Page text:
View Ravichandran J.V.'s profile on LinkedIn RJV 's Blog: December 2007 Tweet @ravichandranjv

Translate

Tuesday, 11 December 2007

Lambda Expressions

It was in 2006 that I heard from a remote place called Mohali that there was a likelihood of a new type called the inferred type in the new version of .Net. At the time this term did not cause as much alarm as did something called "Lambda Expressions"! Looking back over the last few years since .Net came in, .Net has kinda stunned you at first sight with new terminology. I remember writing somewhere it is all about new terminology only and there was nothing new actually. I guess I was wrong to some extent and right to some because the need to create new terminology arises from identifying new technology and introducing them in the right manner to a new audience. Like for instance, the LINQ. At first sight, it is not something that you will fall in love with but expanding it to "Language Integrated Query" makes your life suddenly easier.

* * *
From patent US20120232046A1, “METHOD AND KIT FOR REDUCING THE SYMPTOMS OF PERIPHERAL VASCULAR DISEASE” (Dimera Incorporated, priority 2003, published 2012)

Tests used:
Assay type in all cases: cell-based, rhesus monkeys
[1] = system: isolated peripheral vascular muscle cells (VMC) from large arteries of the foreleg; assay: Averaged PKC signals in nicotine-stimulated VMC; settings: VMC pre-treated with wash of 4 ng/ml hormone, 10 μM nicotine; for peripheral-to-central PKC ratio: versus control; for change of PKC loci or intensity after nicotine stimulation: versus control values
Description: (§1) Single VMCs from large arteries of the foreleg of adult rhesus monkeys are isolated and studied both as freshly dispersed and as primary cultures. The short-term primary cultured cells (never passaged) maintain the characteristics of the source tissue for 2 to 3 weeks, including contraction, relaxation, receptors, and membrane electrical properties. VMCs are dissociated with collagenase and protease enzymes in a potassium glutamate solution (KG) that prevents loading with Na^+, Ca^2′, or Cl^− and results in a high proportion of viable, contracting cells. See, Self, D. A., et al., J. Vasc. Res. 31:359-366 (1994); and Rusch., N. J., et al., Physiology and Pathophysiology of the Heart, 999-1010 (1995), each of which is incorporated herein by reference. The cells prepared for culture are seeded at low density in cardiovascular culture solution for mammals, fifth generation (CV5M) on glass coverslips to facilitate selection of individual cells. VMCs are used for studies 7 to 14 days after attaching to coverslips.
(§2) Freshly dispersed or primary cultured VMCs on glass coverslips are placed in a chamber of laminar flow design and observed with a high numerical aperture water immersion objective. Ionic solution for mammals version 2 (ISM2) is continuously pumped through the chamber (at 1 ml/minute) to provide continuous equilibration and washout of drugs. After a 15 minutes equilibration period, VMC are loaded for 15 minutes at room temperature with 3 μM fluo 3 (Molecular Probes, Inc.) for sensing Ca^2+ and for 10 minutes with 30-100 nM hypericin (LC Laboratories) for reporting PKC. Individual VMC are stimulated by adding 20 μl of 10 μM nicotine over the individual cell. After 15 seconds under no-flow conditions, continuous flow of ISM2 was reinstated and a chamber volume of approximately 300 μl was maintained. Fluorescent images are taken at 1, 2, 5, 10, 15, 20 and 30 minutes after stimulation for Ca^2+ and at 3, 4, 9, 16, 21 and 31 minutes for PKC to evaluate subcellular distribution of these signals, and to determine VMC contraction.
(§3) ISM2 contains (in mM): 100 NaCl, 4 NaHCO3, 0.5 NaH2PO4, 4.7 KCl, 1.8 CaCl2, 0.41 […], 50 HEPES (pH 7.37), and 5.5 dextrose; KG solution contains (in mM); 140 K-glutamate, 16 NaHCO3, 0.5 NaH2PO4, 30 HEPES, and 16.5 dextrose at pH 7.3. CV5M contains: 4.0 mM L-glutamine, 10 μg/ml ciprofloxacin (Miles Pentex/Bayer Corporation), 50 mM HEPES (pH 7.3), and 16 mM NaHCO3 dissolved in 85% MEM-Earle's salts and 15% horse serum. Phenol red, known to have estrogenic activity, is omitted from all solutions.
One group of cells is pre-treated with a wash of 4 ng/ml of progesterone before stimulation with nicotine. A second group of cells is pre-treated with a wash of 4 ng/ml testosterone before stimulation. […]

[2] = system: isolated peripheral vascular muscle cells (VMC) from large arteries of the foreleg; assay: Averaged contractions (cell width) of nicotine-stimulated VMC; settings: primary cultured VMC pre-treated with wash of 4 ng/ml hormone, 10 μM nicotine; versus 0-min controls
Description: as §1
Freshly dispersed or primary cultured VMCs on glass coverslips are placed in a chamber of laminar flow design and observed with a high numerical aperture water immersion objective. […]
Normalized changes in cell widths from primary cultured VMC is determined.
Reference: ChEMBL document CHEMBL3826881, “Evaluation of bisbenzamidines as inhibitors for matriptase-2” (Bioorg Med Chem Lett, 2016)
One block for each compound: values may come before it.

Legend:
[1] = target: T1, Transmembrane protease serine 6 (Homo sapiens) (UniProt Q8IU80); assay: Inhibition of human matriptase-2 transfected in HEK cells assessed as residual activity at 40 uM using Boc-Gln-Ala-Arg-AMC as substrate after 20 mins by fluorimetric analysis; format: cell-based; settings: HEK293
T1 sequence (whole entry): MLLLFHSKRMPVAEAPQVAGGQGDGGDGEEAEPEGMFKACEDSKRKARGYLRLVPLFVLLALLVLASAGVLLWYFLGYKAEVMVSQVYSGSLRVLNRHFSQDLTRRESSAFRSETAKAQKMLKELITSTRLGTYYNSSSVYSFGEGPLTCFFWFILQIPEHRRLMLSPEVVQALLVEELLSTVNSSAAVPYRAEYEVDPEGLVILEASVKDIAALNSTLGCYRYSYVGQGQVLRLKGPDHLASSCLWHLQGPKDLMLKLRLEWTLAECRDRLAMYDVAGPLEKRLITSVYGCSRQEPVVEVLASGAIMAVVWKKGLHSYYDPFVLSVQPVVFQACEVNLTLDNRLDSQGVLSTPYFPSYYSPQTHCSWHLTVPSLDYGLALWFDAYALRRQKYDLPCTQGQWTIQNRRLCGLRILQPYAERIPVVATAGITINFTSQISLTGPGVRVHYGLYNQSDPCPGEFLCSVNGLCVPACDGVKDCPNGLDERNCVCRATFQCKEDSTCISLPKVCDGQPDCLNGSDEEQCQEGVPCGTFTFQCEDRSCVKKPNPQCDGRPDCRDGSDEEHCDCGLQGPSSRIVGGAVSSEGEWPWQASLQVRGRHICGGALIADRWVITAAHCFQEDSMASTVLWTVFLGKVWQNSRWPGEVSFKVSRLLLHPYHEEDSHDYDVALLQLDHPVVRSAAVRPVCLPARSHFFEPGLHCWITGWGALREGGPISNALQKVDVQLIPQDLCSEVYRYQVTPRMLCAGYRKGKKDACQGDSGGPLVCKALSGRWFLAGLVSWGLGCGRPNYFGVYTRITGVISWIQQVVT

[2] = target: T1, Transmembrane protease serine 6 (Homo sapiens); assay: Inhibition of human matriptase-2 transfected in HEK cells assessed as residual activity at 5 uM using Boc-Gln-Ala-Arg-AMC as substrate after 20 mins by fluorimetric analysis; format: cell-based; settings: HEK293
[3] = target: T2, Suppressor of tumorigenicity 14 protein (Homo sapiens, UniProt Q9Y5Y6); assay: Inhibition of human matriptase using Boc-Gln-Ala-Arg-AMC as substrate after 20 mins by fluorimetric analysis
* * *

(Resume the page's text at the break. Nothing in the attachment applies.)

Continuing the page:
Lambda Expressions are somewhat similar. Looked at individually, where c=> x==y;, they would seem to be the toughest things doing the rounds but if you progress from the .Net 1.1 version's way of calling methods through delegates to anonymous methods in 2.0, the expressions make a lot of sense for its conciseness.

If in .net 1.1,

public delegate void MyDelegate();
public class TestDel{
public void IncreaseValue(){
Console.WriteLine("The value has increased");
}
private static void SomeMethod(int x){
MyDelegate del;
if (x>10)
del=new MyDelegate(IncreaseValue);
else
del=new MyDelegate(ValueDecrease); // ValueDecrease() not defined
del();
}
public static void Main(){
SomeMethod(12);
}

More to follow...